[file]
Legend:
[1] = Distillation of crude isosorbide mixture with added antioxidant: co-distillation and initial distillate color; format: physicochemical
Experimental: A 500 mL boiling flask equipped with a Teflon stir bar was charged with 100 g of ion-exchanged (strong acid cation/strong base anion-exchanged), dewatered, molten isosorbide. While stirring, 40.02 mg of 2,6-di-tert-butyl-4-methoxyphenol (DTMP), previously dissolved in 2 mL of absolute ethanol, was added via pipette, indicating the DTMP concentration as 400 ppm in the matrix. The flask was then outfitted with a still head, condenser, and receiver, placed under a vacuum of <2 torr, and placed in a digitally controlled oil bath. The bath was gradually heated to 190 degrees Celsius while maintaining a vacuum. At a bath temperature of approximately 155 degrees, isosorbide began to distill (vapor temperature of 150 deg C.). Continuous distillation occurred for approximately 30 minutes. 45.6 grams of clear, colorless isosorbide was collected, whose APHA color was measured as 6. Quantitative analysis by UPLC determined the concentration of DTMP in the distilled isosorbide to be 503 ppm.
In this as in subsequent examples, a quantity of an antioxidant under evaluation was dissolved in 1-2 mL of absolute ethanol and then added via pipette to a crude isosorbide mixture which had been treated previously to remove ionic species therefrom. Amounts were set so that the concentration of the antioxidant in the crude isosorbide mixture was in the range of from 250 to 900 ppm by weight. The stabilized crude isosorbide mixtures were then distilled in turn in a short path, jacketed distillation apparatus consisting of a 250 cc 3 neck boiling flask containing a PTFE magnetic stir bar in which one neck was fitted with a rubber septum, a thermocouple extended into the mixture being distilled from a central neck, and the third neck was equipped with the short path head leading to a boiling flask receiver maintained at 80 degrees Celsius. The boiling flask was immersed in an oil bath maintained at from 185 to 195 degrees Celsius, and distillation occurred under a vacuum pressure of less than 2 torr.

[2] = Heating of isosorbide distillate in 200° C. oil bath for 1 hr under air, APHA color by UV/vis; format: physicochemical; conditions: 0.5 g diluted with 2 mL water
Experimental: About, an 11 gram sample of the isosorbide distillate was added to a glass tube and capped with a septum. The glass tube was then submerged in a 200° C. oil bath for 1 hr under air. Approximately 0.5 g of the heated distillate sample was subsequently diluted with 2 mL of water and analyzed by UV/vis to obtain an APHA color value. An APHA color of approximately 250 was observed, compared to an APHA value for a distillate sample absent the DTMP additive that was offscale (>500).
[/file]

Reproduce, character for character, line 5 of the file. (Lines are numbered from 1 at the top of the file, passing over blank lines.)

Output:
[2] = Heating of isosorbide distillate in 200° C. oil bath for 1 hr under air, APHA color by UV/vis; format: physicochemical; conditions: 0.5 g diluted with 2 mL water